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Virid

Contributed by Terry Sieting on Apr 19th, 2019. Artwork published in
February 2019
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    Virid's primary wordmark set in each of the brand's color combinations.
    Photo: Terry Sieting. License: All Rights Reserved.

    Virid's primary wordmark set in each of the brand's color combinations.

    Virid is a training, staffing, and consulting agency for Michigan’s growing cannabis industry. The company provides a wide range of HR related solutions and sets itself apart by the quality and education of its candidates.

    While the cannabis industry is still very young, its presence in our culture is not. Traction’s strategy for Virid sought to take advantage of this sentiment. The agency’s design approach focused on utilizing cues from an era that not only embodied the brand’s newly crafted tonality but celebrated the use of marijuana in all forms: the late 1960s and early 1970s.The design team collected a range of design instances from Woodstock tickets to cooking magazines as a source of inspiration.

    The primary logo, based on Bookmania, is a custom wordmark featuring a “sprouting” V, symbolic of the growth of business and of cannabis. Bookmania is also used for headlines, supported by Centra No. 2 for all other text.

    A single page website was developed, plus a set of brand collateral with center-focused design. Some of the brand pieces focus on a singular color approach, while other pieces are executed in each of the brand’s color combinations.

    Virid's primary wordmark set in each of the brand's color combinations.
    Photo: Terry Sieting. License: All Rights Reserved.

    Virid's letterhead design

    Virid's primary wordmark set in each of the brand's color combinations.
    Photo: Terry Sieting. License: All Rights Reserved.

    Virid's business cards

    Virid 4
    Photo: Terry Sieting. License: All Rights Reserved.
    Virid's primary wordmark set in each of the brand's color combinations.
    Photo: Terry Sieting. License: All Rights Reserved.

    Virid button design

    Virid 6
    Source: https://viridgroup.com License: All Rights Reserved.
    Virid 7
    Photo: Terry Sieting. License: All Rights Reserved.
    Virid 8
    Photo: Terry Sieting. License: All Rights Reserved.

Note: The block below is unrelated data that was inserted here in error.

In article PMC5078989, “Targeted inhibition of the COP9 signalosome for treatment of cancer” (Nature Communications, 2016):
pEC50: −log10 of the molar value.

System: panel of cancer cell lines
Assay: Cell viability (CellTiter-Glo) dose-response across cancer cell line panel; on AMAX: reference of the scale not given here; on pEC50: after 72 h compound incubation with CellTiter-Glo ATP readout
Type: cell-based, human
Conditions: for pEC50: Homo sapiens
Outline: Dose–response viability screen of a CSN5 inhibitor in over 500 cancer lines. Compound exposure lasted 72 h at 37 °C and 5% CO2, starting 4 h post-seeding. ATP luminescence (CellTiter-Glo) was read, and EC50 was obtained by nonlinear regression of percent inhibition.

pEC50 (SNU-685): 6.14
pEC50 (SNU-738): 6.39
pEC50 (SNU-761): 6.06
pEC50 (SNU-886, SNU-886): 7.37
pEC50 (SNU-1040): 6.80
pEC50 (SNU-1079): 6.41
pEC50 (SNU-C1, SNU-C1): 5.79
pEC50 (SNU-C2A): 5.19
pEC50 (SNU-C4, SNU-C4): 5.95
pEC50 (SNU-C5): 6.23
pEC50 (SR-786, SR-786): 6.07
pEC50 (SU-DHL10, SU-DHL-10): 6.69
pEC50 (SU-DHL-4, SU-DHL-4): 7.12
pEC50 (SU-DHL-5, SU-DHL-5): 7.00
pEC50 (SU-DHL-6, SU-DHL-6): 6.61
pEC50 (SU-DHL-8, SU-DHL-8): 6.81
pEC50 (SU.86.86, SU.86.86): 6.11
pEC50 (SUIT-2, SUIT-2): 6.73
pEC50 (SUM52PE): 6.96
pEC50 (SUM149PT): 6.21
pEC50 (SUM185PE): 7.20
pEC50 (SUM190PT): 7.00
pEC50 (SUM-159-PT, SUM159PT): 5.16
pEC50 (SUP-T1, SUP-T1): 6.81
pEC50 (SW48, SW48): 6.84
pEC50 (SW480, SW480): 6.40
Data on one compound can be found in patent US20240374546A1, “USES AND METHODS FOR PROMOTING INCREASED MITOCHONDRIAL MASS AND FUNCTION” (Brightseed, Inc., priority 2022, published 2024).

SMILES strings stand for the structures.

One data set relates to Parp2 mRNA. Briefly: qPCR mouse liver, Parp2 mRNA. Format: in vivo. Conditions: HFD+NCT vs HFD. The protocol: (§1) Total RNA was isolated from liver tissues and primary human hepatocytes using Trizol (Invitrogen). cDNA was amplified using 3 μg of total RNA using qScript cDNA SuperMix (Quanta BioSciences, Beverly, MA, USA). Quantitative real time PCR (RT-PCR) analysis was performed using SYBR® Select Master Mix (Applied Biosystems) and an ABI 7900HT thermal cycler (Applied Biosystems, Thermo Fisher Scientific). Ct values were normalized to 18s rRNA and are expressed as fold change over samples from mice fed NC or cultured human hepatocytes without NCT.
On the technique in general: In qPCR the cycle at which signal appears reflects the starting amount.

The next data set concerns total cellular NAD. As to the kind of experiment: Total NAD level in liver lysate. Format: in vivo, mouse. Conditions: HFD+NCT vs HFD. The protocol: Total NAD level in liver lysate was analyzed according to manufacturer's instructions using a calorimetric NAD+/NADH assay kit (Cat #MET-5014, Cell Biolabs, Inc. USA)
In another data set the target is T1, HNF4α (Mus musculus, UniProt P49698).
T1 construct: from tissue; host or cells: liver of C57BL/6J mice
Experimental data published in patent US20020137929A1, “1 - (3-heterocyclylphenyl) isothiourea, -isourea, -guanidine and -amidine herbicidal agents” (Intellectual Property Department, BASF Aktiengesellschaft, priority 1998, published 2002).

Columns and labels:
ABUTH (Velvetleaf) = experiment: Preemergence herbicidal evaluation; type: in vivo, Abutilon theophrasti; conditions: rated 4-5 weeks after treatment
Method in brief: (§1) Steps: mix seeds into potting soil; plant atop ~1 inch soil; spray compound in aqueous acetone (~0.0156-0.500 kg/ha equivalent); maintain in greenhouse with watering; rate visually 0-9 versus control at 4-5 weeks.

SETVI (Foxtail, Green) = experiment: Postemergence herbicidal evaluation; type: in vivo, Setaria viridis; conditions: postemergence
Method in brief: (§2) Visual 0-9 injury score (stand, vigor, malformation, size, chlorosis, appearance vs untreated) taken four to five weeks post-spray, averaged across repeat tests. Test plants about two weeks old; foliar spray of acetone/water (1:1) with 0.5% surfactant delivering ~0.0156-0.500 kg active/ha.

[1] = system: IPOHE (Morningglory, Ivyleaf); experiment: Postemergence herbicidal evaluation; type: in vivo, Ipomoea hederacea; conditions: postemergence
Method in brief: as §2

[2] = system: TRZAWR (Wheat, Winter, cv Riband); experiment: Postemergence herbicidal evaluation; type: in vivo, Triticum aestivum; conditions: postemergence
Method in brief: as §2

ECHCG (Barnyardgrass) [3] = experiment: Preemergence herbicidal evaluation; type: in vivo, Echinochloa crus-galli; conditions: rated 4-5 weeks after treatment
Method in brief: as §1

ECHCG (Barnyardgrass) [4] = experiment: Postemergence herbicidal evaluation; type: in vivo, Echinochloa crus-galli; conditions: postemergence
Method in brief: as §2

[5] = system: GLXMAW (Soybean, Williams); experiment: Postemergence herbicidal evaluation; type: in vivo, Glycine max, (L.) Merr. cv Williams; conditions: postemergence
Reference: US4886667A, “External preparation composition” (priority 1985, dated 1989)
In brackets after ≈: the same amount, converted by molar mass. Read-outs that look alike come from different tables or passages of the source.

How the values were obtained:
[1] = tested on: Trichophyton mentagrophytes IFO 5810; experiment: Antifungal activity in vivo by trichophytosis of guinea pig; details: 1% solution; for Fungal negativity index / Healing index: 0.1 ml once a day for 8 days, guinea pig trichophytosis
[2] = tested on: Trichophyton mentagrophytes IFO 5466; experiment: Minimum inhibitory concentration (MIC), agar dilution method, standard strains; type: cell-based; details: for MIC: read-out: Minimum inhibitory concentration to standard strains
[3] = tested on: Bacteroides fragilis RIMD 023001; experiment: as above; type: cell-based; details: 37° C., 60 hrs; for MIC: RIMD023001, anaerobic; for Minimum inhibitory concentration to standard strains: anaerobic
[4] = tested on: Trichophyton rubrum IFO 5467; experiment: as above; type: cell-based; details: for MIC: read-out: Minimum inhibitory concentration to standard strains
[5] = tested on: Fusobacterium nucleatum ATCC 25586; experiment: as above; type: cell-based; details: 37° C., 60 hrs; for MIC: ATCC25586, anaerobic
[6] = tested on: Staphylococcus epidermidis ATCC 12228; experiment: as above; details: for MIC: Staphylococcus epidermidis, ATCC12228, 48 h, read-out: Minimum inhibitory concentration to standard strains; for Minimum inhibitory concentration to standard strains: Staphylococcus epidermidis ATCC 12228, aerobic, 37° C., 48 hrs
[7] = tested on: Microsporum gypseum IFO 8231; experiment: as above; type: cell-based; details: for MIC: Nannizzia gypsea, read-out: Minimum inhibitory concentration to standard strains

Virid 9
    Photo: Terry Sieting. License: All Rights Reserved.

    Typefaces

    • Bookmania
    • Centra No.2

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    3 Comments on “Virid”

    1. Apr 19th, 2019  7:22 pm

      This looks a lot like the Chobani redesign. Here’s a pdf with their Brand Launch Media Kit (Nov. 2017).

    2. Apr 20th, 2019  8:00 pm

      Thanks for the reference, Mike!

      Chubby or soft serif typefaces with retro vibes indeed enjoy growing popularity. Just two weeks ago, Eliza Brooke published an article on Noticed, the design trend column of The Goods by Vox, titled “Why funky ’70s-style fonts are popping up on brands like Chobani and Glossier”. Among the examples given by Brooke, there’s At Home with Amy Sedaris, which is another use of Bookmania, and the cookware brand Great Jones and their use of (non-Black) Cooper. In addition, one could include Mailchimp, which since 2018 makes prominent use of the same typeface.

      According to Commercial Type, Chobani Serif …

      draws inspiration from quirky serif typefaces that were popular in the early 20th century such as Windsor, Clearface, Cheltenham, and Century Oldstyle. Like these typefaces, Chobani Serif has a strong personality, thanks in part to its unusual mix of hard and soft endings on strokes and terminals.

      The images in Brand New’s review of the Chobani rebranding show that the new logo (drawn by Berton Hasebe) initially was paired with Clearface.

      Virid’s typeface, Bookmania, is indeed not so different from Chobani Serif in the look and feel (and the use of green in both brands helps to make the connection). They both have moderate contrast, angled entry strokes (on i or u), and round terminals (on g or y). Chobani Serif (top) is distinguished from Bookmania (bottom) by a larger x-height and flat serifs. Its round-bellied a and the angled bar in e reveal the influence of faces like Windsor.

    3. Apr 25th, 2019  4:27 pm

      That’s really cool! And thanks for the article!

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